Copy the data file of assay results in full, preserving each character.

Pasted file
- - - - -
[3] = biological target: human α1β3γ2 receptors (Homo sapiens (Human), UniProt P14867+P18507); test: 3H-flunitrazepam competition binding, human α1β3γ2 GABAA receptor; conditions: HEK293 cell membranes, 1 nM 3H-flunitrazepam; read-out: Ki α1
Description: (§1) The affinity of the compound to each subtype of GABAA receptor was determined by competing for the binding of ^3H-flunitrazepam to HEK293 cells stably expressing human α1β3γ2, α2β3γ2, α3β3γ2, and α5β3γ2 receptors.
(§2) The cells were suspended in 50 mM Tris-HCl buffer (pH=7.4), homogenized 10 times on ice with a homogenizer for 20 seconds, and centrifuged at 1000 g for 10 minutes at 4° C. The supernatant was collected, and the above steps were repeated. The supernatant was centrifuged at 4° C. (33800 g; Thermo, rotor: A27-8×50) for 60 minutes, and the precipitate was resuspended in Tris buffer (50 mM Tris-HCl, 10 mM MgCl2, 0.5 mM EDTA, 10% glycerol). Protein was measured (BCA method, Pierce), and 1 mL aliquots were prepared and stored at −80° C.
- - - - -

[3] = biological target: human α1β3γ2 receptors (Homo sapiens (Human), UniProt P14867+P18507); test: 3H-flunitrazepam competition binding, human α1β3γ2 GABAA receptor; conditions: HEK293 cell membranes, 1 nM 3H-flunitrazepam; read-out: Ki α1
Description: (§1) The affinity of the compound to each subtype of GABAA receptor was determined by competing for the binding of ^3H-flunitrazepam to HEK293 cells stably expressing human α1β3γ2, α2β3γ2, α3β3γ2, and α5β3γ2 receptors.
(§2) The cells were suspended in 50 mM Tris-HCl buffer (pH=7.4), homogenized 10 times on ice with a homogenizer for 20 seconds, and centrifuged at 1000 g for 10 minutes at 4° C. The supernatant was collected, and the above steps were repeated. The supernatant was centrifuged at 4° C. (33800 g; Thermo, rotor: A27-8×50) for 60 minutes, and the precipitate was resuspended in Tris buffer (50 mM Tris-HCl, 10 mM MgCl2, 0.5 mM EDTA, 10% glycerol). Protein was measured (BCA method, Pierce), and 1 mL aliquots were prepared and stored at −80° C.